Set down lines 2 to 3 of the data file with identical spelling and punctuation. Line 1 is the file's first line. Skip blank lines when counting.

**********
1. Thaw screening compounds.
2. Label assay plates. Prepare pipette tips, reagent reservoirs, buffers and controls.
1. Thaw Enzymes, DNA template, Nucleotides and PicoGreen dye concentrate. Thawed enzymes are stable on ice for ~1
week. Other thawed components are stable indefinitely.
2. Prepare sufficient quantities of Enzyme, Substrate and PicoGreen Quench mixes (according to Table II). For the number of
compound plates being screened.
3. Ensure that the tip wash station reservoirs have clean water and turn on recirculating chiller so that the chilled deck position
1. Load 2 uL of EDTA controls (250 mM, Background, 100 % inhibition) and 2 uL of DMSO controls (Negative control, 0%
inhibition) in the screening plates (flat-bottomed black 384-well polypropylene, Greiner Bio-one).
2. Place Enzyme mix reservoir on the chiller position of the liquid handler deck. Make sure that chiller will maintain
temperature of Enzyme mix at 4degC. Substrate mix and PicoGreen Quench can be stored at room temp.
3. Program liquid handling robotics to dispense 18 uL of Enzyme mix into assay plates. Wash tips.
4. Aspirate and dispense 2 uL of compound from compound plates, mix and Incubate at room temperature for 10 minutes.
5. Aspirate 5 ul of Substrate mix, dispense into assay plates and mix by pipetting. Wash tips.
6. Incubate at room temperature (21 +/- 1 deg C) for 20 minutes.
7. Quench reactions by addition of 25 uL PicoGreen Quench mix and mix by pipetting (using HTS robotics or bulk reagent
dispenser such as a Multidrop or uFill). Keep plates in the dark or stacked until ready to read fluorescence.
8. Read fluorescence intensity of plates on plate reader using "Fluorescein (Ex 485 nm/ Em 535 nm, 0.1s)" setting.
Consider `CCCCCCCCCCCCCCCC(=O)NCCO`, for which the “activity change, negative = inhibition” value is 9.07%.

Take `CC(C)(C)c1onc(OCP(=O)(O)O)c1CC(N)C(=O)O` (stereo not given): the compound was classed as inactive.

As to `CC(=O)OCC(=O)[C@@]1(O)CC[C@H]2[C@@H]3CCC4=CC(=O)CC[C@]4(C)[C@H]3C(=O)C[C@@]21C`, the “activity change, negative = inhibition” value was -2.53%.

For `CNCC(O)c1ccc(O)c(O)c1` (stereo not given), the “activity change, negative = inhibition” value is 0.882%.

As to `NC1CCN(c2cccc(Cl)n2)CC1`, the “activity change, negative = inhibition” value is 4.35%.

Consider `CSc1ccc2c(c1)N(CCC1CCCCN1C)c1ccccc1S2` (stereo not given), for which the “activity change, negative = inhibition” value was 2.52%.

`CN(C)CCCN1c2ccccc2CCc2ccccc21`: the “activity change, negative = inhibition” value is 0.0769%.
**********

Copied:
2. Label assay plates. Prepare pipette tips, reagent reservoirs, buffers and controls.
1. Thaw Enzymes, DNA template, Nucleotides and PicoGreen dye concentrate. Thawed enzymes are stable on ice for ~1